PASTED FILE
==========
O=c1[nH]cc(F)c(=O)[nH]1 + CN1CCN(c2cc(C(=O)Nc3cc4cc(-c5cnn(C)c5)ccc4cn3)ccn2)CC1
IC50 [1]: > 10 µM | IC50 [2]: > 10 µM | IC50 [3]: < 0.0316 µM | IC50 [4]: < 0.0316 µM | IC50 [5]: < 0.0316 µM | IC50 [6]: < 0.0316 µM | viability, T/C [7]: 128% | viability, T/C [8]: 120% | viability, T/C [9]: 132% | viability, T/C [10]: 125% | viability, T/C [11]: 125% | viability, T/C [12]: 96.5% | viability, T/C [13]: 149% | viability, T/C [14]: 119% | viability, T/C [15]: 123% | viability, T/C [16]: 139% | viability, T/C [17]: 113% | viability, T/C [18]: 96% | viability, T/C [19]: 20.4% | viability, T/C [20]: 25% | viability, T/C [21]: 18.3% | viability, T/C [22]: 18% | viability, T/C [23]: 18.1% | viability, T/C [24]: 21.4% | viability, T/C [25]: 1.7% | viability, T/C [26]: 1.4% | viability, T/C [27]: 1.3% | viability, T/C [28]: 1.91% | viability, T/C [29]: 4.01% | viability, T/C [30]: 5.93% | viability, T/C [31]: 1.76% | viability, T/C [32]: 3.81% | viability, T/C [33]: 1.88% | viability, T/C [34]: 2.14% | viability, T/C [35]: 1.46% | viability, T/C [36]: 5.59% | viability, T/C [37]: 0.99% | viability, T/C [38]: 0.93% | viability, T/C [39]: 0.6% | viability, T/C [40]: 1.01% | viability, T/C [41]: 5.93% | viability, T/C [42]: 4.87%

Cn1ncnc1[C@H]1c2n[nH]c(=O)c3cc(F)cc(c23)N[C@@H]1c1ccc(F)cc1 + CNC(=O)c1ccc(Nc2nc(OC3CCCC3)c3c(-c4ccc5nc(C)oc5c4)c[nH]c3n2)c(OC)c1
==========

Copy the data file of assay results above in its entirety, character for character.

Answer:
O=c1[nH]cc(F)c(=O)[nH]1 + CN1CCN(c2cc(C(=O)Nc3cc4cc(-c5cnn(C)c5)ccc4cn3)ccn2)CC1
IC50 [1]: > 10 µM | IC50 [2]: > 10 µM | IC50 [3]: < 0.0316 µM | IC50 [4]: < 0.0316 µM | IC50 [5]: < 0.0316 µM | IC50 [6]: < 0.0316 µM | viability, T/C [7]: 128% | viability, T/C [8]: 120% | viability, T/C [9]: 132% | viability, T/C [10]: 125% | viability, T/C [11]: 125% | viability, T/C [12]: 96.5% | viability, T/C [13]: 149% | viability, T/C [14]: 119% | viability, T/C [15]: 123% | viability, T/C [16]: 139% | viability, T/C [17]: 113% | viability, T/C [18]: 96% | viability, T/C [19]: 20.4% | viability, T/C [20]: 25% | viability, T/C [21]: 18.3% | viability, T/C [22]: 18% | viability, T/C [23]: 18.1% | viability, T/C [24]: 21.4% | viability, T/C [25]: 1.7% | viability, T/C [26]: 1.4% | viability, T/C [27]: 1.3% | viability, T/C [28]: 1.91% | viability, T/C [29]: 4.01% | viability, T/C [30]: 5.93% | viability, T/C [31]: 1.76% | viability, T/C [32]: 3.81% | viability, T/C [33]: 1.88% | viability, T/C [34]: 2.14% | viability, T/C [35]: 1.46% | viability, T/C [36]: 5.59% | viability, T/C [37]: 0.99% | viability, T/C [38]: 0.93% | viability, T/C [39]: 0.6% | viability, T/C [40]: 1.01% | viability, T/C [41]: 5.93% | viability, T/C [42]: 4.87%

Cn1ncnc1[C@H]1c2n[nH]c(=O)c3cc(F)cc(c23)N[C@@H]1c1ccc(F)cc1 + CNC(=O)c1ccc(Nc2nc(OC3CCCC3)c3c(-c4ccc5nc(C)oc5c4)c[nH]c3n2)c(OC)c1